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  • 2017/06/08
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Taking a different view by Eric Campos, Managing Director of the Grameen Crédit Agricole Foundation


South Sudan has been in civil war since 2013. The world’s youngest country is home to deadly chaos. Two million Sudanese have fled the country to stay alive, finding refuge in neighbouring countries. When considering the issue of refugees, it is important to remember that they are victims of war and not expatriates looking for a new job or seeking a new career direction. A refugee is a person who has left their country because they are justifiably afraid of being persecuted or killed and because their government has neither the power nor the desire to protect them. 

The Office of the United Nations High Commissioner for Refugees (HCR), also known as the UN Refugee Agency, publishes a detailed report on a yearly basis. According to the latest report, at 31 December 2015, 65 million people had been forced from their homes, 21 million of whom from their country. Fifty-four per cent of these refugees were from three warring countries, Syria, Afghanistan and Somalia. Of those 21 million people, 86% have found refuge, to a varying degree of stability, in a “developing” country.

At end-December 2015, 3.2 million asylum requests had been filed. Germany received the most requests, at 450,000, followed by the United States, with 172,000. France, with 74,000 requests, ranked ninth, behind Hungary.

That same year, one million human beings, including 250,000 children, risked their lives to cross the Mediterranean in search of safety and protection in Europe. Eighty per cent of them came from three at-war countries, Syria, Afghanistan and Iraq. Some 7,700 of them died. The HCR’s “Global Trends 2015” report showed that instead of preparing to take in these refugees, who represent just a fraction of the men, women and children fleeing war and conflict, many EU leaders chose to erect fences along their borders to keep them out. These measures were accompanied by the introduction of a number of laws restricting the right to asylum and family reunification. 

In addition to these moral and humanitarian issues, the impact on the economies of the host countries also merits serious analysis. Several years ago, cooperation agreements between countries and the HCR led to the introduction of effective integration mechanisms in Latin America. According to an article in Le Monde published on 13 January, the taking-in of 1.1 million refugees in 2015 and 2016 had an “impact similar to a recovery plan” on the German economy. German economic growth in 2016 was a half-point higher than the average over the ten previous years owing to the impact of the arrival of refugees.

These positive impacts concur with the conclusions of a 2014 study by the Humanitarian Innovation Project at Oxford University on popular assumptions and misconceptions about the ability of people who are just like ourselves but forced to leave their country to save their lives, and then adapt and integrate. The study, one of very few on the subject (available online at www.oxhip.org), focuses on the integration and value creation of this immigration by exploring five “myths”. The conclusions are as follows:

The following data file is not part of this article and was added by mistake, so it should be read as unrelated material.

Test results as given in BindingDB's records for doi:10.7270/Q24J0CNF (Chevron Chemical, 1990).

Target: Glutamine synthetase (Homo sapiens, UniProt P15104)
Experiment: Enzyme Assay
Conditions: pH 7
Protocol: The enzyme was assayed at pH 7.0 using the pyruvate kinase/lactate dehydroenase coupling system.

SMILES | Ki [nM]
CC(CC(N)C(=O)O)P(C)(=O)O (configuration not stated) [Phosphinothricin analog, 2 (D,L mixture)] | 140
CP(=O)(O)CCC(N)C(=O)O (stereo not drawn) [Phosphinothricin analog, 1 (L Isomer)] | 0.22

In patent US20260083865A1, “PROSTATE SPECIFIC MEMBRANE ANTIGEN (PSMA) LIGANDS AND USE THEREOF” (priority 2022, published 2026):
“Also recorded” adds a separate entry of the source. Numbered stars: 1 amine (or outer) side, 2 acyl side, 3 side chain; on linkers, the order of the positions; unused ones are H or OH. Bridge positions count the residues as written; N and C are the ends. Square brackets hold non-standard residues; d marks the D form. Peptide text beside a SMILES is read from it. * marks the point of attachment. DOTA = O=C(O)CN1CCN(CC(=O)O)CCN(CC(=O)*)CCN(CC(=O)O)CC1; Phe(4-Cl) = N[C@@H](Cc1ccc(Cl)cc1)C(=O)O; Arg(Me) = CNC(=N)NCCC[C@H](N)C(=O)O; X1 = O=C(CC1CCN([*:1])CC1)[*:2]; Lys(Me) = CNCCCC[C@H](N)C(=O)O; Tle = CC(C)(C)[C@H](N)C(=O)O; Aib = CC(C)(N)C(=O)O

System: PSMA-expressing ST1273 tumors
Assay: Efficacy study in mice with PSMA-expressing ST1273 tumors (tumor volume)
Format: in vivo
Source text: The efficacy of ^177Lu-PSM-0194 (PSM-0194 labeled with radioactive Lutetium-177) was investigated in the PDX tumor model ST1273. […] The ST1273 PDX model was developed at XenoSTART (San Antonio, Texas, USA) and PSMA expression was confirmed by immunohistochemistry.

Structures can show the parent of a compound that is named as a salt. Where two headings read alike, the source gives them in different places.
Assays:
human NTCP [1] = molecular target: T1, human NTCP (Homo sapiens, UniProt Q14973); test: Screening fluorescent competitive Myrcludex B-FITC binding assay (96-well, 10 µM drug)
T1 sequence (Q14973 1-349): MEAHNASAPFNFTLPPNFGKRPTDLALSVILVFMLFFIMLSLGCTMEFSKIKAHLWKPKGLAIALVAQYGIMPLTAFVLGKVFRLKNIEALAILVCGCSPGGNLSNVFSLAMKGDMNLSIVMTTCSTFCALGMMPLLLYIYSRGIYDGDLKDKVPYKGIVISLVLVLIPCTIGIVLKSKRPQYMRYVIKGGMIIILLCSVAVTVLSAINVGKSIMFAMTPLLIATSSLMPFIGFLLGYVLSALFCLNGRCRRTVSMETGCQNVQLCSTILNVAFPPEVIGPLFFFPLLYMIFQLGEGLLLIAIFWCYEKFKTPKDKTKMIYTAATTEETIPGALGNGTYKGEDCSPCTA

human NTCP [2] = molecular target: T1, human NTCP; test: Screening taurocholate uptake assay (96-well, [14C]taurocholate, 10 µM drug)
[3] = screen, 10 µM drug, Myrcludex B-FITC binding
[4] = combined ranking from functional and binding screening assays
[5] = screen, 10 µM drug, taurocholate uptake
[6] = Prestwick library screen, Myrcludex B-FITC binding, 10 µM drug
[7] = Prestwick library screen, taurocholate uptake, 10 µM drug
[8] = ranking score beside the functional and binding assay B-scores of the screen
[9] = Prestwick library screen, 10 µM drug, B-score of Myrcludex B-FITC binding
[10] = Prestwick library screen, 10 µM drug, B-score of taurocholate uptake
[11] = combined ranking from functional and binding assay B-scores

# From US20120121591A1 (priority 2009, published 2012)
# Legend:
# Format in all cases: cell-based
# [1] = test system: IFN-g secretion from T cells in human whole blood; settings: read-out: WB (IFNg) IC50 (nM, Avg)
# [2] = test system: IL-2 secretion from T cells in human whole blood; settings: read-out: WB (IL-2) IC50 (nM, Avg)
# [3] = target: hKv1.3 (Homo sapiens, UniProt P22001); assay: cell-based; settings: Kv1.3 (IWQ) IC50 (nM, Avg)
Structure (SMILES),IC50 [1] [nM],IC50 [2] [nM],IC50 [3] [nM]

1) Refugees easily integrate the host economy, as part of which they quickly return to their previous ways of life. This is true of farmers, tradespeople and teachers, among others. Refugees also join and contribute to export value chains in their fields of competence.

2) Rather than weighing on the host community, refugees contribute to the creation of economic value both locally and regionally, providing and creating employment. Twenty-five per cent of refugees are employed locally by employers from the host country. Fifteen per cent of refugees in rural areas create two jobs in addition to their own (including jobs for people from the host country) and 21% do so in urban areas. Eighty per cent of refugees purchase local goods from shopkeepers from the host country.

3) The word “refugee” applies to a range of highly diverse sociotypes resembling those of the origin country. The study demonstrates that refugees export their know-how and skills, reinvesting them in the host country. Refugees tend, even on small scales, to recreate the economic environments of their origin countries, which no doubt contributes to structuring the host economies.  

4) Refugees are generally competent in the use of technologies (such as mobile phones and the web). The study shows that 70% of refugees in rural areas and 96% in urban areas regularly use mobile phones and 51% of refugees in urban areas regularly use the web (compared with 11% in rural areas).

5) Refugees do not remain passive and dependent on state aid (which is insufficient). Instead, they quickly develop strategies of mutual support and income diversification. The study demonstrates the emergence of mutual support communities favouring the economic success of their members. Some refugees set up businesses by seeking capital from informal financial services and invest in manufacturing equipment. In Uganda, refugee-run farming cooperatives have been created.

The example of Germany and the findings of this study shed new light on refugees, eclipsing the popular assumptions bandied about in recent times. Refugees are economic players who have been forced to leave their homeland but who have not lost – quite the contrary – their creative energy, skills and, undoubtedly in the future, their commitment to respond to the economic challenges in their host country. Refusing to see this potential, this economic “windfall”, is a mistake that our German neighbours have probably avoided.

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